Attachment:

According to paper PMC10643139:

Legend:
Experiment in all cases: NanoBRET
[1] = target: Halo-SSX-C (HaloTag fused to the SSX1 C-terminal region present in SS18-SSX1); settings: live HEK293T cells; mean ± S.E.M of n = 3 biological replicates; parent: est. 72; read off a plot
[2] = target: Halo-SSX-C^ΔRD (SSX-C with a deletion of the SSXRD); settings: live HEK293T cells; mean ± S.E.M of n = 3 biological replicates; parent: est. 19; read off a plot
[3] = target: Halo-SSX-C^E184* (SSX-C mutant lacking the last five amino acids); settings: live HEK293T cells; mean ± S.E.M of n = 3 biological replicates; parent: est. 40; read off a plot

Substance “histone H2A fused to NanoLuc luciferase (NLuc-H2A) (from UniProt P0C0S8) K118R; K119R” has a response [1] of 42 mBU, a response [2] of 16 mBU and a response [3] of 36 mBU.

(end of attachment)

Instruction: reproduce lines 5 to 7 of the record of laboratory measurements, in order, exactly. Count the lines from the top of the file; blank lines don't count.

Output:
[2] = target: Halo-SSX-C^ΔRD (SSX-C with a deletion of the SSXRD); settings: live HEK293T cells; mean ± S.E.M of n = 3 biological replicates; parent: est. 19; read off a plot
[3] = target: Halo-SSX-C^E184* (SSX-C mutant lacking the last five amino acids); settings: live HEK293T cells; mean ± S.E.M of n = 3 biological replicates; parent: est. 40; read off a plot

Substance “histone H2A fused to NanoLuc luciferase (NLuc-H2A) (from UniProt P0C0S8) K118R; K119R” has a response [1] of 42 mBU, a response [2] of 16 mBU and a response [3] of 36 mBU.